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R&M Mixed Beverage Consultants, Inc. v. Safe Harbor Benefits, Inc.

Court of Appeals of Texas, Eighth District, El Paso

June 12, 2019


          Appeal from the 210th District Court of El Paso County, Texas (TC# 2016DCV0374)

          Before McClure, C.J., Rodriguez, and Palafox, JJ.



         Appellant, R&M Mixed Beverage Consultants, Inc. (R&M), is a Texas Corporation that owns and operates several bar and grill establishments including Mavericks Bar & Grill (Mavericks), located in El Paso, Texas. R&M filed third-party petitions against Safe Harbor Benefits, Inc. (Safe Harbor), USG Insurance Services, Inc., (USG), Ryan Specialty Group Services, LLC and/or Ryan Specialty Group, LLC (collectively, Ryan Specialty Group), which it named as successors to entities including WKF&C Agency Inc., WKF&C Agency, Inc. of Texas, and WKF&C Agency (collectively, WKFC), asserting a claim of negligence coupled with violations of the Texas Insurance Act and the Texas Deceptive Trade Practices Act (DTPA). Collectively, the Appellees here only include Safe Harbor, USG, Ryan Specialty Group, LLC, and Ryan Specialty Group Services, LLC (Appellees or third-party defendants), as the WKFC entities were never served with process and are not parties in this suit.[1] On appeal, R&M challenges the trial court's order granting summary judgment in its entirety in favor of Appellees. We affirm.


         The Purchase of the Policy

         Richard Chavez and his brother Raymond ("Mike") Chavez owned and operated R&M with Richard serving as President and Mike serving as vice-president. Along with other duties, Richard assumed responsibility for procuring liquor liability protection for the bar and grills that R&M operated. In 2006, he approached Victoria Weir, an agent for Appellee Safe Harbor, to assist him in obtaining insurance coverage. Although Safe Harbor could not write a policy directly, Weir contacted a wholesale broker, Appellee USG, to assist with procuring a policy for R&M. In December 2006, R&M purchased its first liquor liability policy from First Mercury, a surplus lines company, which it then renewed a year later.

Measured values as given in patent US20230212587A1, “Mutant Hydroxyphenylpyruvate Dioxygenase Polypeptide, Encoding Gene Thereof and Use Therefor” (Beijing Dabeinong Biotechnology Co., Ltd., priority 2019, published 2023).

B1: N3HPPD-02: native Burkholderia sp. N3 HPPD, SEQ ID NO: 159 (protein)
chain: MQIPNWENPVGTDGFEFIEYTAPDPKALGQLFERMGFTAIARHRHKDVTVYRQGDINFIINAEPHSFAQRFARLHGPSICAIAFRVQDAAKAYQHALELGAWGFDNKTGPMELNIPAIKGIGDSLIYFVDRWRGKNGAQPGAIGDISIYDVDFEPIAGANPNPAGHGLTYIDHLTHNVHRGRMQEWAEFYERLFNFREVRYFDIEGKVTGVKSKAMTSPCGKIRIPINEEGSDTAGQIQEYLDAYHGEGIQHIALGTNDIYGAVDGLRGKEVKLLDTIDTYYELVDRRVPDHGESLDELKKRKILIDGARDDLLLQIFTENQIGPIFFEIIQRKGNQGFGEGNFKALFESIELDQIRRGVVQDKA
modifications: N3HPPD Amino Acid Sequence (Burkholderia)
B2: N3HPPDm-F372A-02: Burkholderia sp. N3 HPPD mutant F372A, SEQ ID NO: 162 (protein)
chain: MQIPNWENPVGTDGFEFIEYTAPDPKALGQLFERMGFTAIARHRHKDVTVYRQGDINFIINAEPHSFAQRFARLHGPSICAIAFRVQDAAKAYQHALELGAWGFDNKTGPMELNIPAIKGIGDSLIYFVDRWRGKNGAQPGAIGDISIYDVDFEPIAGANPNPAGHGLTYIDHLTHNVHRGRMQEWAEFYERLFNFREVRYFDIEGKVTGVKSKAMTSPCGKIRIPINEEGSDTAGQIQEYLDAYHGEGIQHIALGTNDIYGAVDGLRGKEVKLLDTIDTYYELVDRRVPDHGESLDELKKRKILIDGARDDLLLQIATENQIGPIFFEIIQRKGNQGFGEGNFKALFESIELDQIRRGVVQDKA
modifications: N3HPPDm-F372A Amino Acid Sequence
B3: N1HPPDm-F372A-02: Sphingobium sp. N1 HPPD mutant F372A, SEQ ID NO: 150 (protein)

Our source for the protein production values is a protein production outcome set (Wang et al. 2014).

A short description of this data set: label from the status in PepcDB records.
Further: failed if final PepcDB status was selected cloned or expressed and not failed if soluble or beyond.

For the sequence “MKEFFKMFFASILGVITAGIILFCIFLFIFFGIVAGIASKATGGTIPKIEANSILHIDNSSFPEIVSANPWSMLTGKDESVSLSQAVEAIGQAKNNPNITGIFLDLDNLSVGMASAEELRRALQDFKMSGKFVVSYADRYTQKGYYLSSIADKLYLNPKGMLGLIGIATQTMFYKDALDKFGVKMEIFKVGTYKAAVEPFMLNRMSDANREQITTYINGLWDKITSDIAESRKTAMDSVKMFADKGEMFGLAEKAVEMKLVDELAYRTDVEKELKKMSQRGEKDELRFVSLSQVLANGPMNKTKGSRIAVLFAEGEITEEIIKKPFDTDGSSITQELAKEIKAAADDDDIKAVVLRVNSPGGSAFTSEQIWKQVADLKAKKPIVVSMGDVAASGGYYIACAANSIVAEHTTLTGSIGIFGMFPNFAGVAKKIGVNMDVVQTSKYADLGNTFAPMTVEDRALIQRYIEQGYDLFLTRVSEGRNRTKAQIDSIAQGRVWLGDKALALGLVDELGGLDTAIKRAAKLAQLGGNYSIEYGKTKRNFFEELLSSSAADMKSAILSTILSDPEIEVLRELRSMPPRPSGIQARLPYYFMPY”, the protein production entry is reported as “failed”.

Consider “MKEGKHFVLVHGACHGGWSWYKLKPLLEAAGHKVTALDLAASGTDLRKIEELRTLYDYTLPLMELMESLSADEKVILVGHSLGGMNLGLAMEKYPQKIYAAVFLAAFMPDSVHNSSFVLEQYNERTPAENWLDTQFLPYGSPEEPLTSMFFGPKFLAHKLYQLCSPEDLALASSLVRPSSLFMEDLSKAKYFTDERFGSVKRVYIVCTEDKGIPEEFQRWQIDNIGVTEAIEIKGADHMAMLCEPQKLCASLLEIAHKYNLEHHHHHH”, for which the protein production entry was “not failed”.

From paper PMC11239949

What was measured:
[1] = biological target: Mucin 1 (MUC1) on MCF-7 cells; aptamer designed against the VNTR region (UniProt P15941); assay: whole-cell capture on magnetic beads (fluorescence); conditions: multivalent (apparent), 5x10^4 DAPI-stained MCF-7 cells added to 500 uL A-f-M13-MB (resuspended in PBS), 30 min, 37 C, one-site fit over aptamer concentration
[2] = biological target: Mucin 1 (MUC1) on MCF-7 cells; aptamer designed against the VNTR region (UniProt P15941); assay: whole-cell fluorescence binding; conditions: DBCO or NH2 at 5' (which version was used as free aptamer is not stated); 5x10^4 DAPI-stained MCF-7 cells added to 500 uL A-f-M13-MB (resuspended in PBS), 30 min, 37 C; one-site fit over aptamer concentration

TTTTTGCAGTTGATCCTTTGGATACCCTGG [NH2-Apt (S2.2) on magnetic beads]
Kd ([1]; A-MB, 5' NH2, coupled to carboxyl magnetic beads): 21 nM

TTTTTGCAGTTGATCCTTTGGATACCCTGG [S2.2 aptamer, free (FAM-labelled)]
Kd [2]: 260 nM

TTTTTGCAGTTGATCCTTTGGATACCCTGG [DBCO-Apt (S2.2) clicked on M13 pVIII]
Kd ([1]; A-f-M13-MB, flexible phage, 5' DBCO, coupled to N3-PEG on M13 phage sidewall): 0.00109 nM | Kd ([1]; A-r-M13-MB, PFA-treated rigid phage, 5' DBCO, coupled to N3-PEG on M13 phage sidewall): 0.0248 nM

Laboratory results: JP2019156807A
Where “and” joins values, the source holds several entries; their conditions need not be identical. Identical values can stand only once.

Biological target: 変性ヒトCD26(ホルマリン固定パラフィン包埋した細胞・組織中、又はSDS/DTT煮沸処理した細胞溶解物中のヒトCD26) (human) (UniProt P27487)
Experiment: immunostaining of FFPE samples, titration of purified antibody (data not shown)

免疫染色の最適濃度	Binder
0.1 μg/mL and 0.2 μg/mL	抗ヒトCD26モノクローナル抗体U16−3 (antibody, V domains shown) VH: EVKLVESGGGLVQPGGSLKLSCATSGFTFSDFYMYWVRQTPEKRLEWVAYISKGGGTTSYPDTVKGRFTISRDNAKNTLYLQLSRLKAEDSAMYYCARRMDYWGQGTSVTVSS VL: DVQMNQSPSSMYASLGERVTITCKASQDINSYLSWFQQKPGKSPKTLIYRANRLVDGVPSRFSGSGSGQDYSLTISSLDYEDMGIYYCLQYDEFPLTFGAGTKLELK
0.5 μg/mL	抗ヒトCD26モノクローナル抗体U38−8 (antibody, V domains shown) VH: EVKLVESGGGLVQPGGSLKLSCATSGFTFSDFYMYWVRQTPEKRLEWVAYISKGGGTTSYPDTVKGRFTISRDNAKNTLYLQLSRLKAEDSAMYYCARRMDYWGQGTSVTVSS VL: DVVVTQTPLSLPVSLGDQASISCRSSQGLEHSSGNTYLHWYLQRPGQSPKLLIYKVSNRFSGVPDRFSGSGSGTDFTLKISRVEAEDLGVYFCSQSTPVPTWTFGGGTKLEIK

Before the policy expired in December of 2008, R&M asked for a new quote, and at that time, Safe Harbor again contacted USG, which then contacted WKF&C Agency, a managing general underwriter, which then contacted Indemnity Insurance of DC Group (Indemnity) from whom it received a quote for coverage along with financial information and disclosures about the company. The information indicated that Indemnity had received an "A-" rating from A.M. Best, a well-known rating company, which placed Indemnity in the "excellent" category, among other companies rated. The information also described Indemnity as being licensed to operate in various states, including Texas, by respective departments of insurance.

         In addition, Safe Harbor provided R&M with written notice that Indemnity was registered with the State as a Risk Retention Group (RRG), which under Texas law, meant it did not participate in the Texas insolvency guaranty fund. Safe Harbor further informed R&M that an RRG is a "non-traditional market," and R&M needed to be "aware of certain information about this market." Through a series of transactions involving the Appellees, and formerly owned entities such as WKF&C, R&M purchased a liquor liability policy issued by Indemnity.

         On December 18, 2008, Richard Chavez signed an "acknowledgment" stating that he understood that the "coverage written [was] not subject to the protection and benefits of the state guaranty associations," and that R&M had agreed to hold Safe Harbor and WKF&C harmless with respect to "any future loss, damage, expense, or other financial risk and/or any other dispute that may arise relative" to its placement of coverage with Indemnity. As well, the policy itself contained a notice stating that: "Insurance Insolvency guaranty funds are not available for your risk retention group."